Google has been dealing with Samsung, and vice versa, for the longest time, because both giants of Android were around when Android took its first steps inside the HTC Dream (or G1). But why hasn’t Samsung just told Google “Keep your Android, we’ve got our own” and made Tizen like they made Touchwiz (that is, feature-packed and superbly popular)? Because, quite simply, Samsung can’t. Google has partnerships or owns many different types of services and companies, from fleets of camera-ridden cars for mapping Earth from the street corner to making the Internet show you what you want before you finish typing it out. Samsung isn’t enough of a company, that is, it doesn’t have enough variations, enough different aspects and types of services and capabilities, to completely ignore and leave Google in their past. Also, it would hurt them as a company (as it has recently) with revenues dropping as sales are comparably worse than previous quarters. This next quarter will, if the trend continues, be the worst in two years, as well as being the third consecutive quarter to hold that title.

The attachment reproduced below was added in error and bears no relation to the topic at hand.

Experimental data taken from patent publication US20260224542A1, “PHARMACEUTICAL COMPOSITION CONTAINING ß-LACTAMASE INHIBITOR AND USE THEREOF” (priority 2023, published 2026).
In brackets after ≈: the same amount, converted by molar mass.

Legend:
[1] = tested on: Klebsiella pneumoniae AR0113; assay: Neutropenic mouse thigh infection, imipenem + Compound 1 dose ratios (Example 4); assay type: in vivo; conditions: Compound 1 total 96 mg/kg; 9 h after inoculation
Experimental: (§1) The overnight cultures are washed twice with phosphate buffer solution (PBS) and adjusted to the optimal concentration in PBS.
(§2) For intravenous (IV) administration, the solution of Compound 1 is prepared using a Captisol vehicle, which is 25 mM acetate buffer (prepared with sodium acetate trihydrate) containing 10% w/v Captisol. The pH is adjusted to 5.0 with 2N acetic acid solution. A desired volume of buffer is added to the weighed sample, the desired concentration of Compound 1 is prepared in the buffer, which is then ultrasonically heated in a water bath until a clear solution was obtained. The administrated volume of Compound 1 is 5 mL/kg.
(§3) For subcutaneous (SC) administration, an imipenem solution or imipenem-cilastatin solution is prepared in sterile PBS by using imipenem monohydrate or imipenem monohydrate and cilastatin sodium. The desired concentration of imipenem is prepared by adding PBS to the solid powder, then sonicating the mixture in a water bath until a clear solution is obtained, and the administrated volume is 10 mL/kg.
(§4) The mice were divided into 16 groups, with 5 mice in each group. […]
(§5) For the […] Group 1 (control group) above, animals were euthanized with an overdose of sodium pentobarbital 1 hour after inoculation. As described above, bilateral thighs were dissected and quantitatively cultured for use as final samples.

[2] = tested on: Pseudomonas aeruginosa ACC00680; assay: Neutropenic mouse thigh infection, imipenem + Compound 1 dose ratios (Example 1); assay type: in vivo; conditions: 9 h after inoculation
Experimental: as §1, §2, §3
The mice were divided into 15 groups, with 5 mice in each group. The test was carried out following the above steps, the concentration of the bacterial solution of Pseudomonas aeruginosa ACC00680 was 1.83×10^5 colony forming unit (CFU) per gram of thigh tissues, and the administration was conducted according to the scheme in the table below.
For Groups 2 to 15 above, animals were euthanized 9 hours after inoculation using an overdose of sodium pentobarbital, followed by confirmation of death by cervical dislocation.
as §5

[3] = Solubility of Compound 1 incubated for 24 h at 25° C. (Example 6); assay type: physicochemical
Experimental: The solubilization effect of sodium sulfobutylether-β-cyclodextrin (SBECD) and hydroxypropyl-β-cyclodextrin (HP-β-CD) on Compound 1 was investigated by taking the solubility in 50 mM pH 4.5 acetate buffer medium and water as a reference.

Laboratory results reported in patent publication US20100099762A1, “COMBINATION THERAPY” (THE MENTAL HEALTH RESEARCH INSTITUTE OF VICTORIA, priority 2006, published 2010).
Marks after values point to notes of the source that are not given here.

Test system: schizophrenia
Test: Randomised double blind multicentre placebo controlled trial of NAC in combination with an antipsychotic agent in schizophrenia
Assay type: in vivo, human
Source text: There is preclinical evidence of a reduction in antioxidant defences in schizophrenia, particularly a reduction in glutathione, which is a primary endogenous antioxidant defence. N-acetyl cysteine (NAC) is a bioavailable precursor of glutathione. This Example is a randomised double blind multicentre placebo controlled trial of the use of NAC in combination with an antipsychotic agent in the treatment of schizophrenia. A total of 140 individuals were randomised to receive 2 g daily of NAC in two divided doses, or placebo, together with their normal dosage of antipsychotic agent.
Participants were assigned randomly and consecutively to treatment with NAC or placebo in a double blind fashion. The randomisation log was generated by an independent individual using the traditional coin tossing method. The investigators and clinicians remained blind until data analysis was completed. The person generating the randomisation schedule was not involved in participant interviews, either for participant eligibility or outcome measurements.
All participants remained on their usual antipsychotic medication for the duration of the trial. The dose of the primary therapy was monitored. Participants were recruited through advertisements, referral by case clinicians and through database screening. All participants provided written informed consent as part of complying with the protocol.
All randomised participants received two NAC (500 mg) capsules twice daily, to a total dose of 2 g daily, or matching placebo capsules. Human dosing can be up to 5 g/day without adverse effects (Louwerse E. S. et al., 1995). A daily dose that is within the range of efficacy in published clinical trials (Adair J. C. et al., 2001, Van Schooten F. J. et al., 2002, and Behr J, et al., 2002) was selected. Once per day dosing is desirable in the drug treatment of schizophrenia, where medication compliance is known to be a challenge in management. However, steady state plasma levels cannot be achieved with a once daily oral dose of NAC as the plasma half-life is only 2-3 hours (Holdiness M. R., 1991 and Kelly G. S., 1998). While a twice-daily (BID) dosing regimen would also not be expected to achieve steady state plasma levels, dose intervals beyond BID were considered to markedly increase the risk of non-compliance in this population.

Samsung could make hardware that leaves everyone in the dirt, blinking and confused, but they still need Android, Google’s Android, to make the rest of their power and device come together, to sell it to the customer. And what of the two giants, will they truly ever fight, in a court or in press releases plain enough for a student to understand, to flex their muscles enough to upset the fragile relationship between them, like handcuffs made out of daisy-chains. The answer will likely come in the next two years, whether Samsung will actually be able to rely on Tizen and Touchwiz alone, Android-free, as Samsung apparently deeply desires itself to be. Samsung will make some move, whether it be in line with Google, backing the search giant’s ideas and Android, or in favor of stepping off the trolley, to turn down an alley that takes them to the part of the city the trolley doesn’t go to for a reason. What that move is and what the reason nobody goes to that part of the city are yet to be seen, explained, or become obvious yet, but one single thing is for certain: Samsung will move.